Our bodies are weary on the return journey, so imagine our delight when players in the local soccer team race over to wind the locks as part of their training regime. In what can only be described as Franglish, we ask about attractions at our last stop, Cahors. It turns out there is a blues festival on to celebrate Bastille Day.
We want to tie up next to the famed Valentre Bridge, a brilliant example of Gothic architecture with six huge arches and three medieval towers. Legend has it the architect did a deal with the devil to complete the structure on time in the mid 14th century. But this turns out to be the launching pad for fireworks, so we choose the other side of town overlooking parts of the original ramparts.
After helping several other boats through, we're gifted tiny bottles of Croatian rocket fuel by a set of newly-weds, and soft baguettes by another French couple. There's a communal atmosphere on these moorings, with travellers sharing advice, power cords and food. That night, we dine on Quercy lamb – rich and gamey – while watching blues bands play in the historic town centre.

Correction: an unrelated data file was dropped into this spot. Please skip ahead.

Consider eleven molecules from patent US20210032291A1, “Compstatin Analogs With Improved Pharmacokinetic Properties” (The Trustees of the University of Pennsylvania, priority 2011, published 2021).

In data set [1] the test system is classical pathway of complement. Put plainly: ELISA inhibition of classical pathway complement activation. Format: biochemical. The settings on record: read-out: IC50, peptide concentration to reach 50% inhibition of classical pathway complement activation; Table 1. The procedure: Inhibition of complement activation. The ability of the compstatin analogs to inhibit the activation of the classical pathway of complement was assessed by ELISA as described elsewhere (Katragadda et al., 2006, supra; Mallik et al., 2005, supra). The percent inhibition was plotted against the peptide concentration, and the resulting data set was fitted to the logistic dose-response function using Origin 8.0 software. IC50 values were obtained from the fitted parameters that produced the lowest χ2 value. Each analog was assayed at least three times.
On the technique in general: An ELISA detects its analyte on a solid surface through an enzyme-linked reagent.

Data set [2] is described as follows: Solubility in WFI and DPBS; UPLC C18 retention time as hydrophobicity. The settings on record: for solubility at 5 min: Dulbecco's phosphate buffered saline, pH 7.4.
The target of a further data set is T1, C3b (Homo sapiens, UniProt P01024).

Returning the boat to Douelle our only regret is our reticence to swim, due to the inclement weather. Despite the height of summer, it's still not warm enough to take advantage of the makeshift "beaches" along the Lot. That regret dissipates as we spot a grass snake slithering across the surface of the water.
Still, this remains the most relaxing holiday we've ever had. The kids are off their devices, steering the boat, turning the locks and exploring the villages. River cruising isn't only for octogenarians. It's ideal for families, especially those with tweens or teens.
Fly Singapore Airlines from Australia to Paris then hop on a train for the five-hour journey south to Cahors. The train is fast and comfortable, with some seats similar to business class on an airline. The sight of fields of sunflowers is simply stunning. Once you arrive in Cahors, take a taxi ride to Douelle. See www.singaporeair.com and www.raileurope.com.au
The brand new Horizon 2-S is like a floating five-star hotel room, big enough for two couples or a small family. Each bedroom has an en suite with hot shower, and there's a full kitchen downstairs and barbecue upstairs. Seven nights on board is from $2567, depending on the time of year. There are discounts of up to 20 per cent in the low season. See www.leboat.com.au
Tracey Spicer and family travelled through The Lot courtesy of Le Boat.